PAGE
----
Over the past month or so, the rumor that Apple would delay Mac OS X Leopard (v10.5) surfaced and then submerged and finally surfaced again, but this time with a legit press release from deep inside the Cupertino headquarters. The new “date” for Leopards arrival is now in October.
Could this mean that we will see Steve Jobs in a Halloween costume for the launch? October 31 is a Wednesday this year, a fine day of the week for a launch party in fancy dress.
There were rumors floating around for a good while that Leopard would ship in April, rather than in June as many of us expected. Steve Jobs said a year ago that Leopard would ship “in the spring,” which longtime Apple watchers know can extend all the way to the summer solstice on June 21 here above the equator.
However, this supposed April release date looked unlikely, since the pace of testing builds hadnt quickened. When companies head toward GM (golden master) its usual to see new versions released every week.
More importantly, developers said the Leopard code wasnt ready for prime time.
“Im not entirely surprised [about the delay], it doesnt quite seem stable enough yet!” said one application developer who declined attribution.
Another coder called the recent beta versions “horrible.”
However, developers back in February and March said that the signs suggested that Apple would be ready to release Leopard at the upcoming 2007 WWDC (Worldwide Developers Conference) in June.
The company on April 12 said that it would give developers a “near final version” at the conference. In addition, Apple released Build 9A410 to several tiers of developers. Its been about 6 weeks since the last one.
Yet when the October date first surfaced, it wasnt believed by most Apple insiders. The problem was that the reason given for the delay was Leopards dual-boot support for Windows Vista.
This made no sense—Apple delay its new Mac OS X for Windows? Come on! Then this conjecture was sunk for good when Apple in late March released Beta 1.2 of Boot Camp, which supports 32-bit Vista.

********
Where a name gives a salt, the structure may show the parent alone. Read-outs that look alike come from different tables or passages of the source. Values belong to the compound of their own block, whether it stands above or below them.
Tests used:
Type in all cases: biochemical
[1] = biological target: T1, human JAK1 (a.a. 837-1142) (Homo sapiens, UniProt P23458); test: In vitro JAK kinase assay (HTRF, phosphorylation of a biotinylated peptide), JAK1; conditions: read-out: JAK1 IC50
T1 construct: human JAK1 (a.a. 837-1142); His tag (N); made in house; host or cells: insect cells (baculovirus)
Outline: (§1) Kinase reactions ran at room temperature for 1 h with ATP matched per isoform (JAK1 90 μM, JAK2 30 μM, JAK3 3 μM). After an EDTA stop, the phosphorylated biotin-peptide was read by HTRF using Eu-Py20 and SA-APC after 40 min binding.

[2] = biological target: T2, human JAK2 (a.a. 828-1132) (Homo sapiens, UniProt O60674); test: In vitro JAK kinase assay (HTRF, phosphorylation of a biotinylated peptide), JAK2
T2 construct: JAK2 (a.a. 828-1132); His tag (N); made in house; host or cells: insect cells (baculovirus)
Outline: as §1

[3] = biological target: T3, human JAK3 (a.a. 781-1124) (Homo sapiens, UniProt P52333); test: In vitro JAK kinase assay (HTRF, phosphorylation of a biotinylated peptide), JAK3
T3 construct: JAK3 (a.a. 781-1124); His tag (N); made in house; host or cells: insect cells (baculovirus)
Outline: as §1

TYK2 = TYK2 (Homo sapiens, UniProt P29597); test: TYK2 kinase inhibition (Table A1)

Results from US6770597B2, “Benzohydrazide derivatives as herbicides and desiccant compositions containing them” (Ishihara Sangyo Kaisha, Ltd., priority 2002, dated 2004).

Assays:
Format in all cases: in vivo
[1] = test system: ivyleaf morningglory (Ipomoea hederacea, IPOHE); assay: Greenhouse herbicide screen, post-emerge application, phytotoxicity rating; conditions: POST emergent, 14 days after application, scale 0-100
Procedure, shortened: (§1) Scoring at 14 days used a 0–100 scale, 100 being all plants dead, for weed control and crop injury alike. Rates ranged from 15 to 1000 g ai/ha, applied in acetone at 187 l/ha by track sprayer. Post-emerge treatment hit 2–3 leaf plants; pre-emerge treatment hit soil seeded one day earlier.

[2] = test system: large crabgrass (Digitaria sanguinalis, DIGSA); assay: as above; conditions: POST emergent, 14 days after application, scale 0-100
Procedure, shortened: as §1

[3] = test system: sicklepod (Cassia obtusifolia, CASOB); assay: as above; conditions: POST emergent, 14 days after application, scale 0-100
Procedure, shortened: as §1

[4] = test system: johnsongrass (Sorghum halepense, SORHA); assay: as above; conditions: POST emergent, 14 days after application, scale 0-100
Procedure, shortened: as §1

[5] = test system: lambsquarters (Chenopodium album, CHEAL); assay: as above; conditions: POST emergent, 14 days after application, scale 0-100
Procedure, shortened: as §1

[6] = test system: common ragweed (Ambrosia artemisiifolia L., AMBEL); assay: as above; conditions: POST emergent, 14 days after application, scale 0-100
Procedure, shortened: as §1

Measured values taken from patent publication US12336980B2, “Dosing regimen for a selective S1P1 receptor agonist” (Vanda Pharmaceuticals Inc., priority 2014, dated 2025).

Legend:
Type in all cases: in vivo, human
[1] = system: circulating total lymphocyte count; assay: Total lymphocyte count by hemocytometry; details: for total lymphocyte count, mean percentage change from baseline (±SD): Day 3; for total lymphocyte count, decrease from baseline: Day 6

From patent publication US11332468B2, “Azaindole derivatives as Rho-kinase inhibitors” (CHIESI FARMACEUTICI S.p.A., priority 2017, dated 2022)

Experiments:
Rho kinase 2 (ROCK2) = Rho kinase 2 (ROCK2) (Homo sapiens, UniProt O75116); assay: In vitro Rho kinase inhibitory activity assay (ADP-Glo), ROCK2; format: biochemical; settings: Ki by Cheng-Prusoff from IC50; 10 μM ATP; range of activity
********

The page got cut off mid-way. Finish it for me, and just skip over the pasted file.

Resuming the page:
While October was correct, Apple on April 12 offered a different reason.
According to Apple, testing of the iPhone required it to shift engineering and QA resources from the Mac OS X team away from Leopard testing and bug fixing. “Life often presents tradeoffs, and in this case were sure weve made the right ones,” the Apple press release stated.
This excuse appeared to be bought wholesale by most of the developers I spoke with.
“Who knows how much OS X technology is being used by the iPhone. Its hard to tell. But I can imagine it [the shift of programmers] being possible,” a Web tools developer said.
“Of course, Im a bit disappointed,” he continued. “But [the delay] will give us more time to work on a Leopard version of our program. Thats not a bad thing.”
Others said they thought the iPhone excuse was a “smoke screen” to cover for the long list of remaining bugs.
There are downsides to this delay, of course. But there could be some upside as well.
Mac developers have been waiting a good long time for Leopard. As I mentioned in a previous column, it would have been much better to head into WWDC with customers installing Leopard than not.
Apples Leopard story may have a strong sense of déjà vu to developers at WWDC. How different can presentations on new features be the third time around?
Still, there are a number of Leopard Server technologies that appear fresh. And most are aimed at providing SMB (small and midsize business) services.
For example, Leopard Server will come with a range of new content and collaboration features that provide a Mac alternative to Windows Exchange Server and some of Microsofts Live Server applications, such as local servers for wikis, Spotlight content searches and iCal calendar files. Theres also a server-side podcasting package, called Podcast Producer.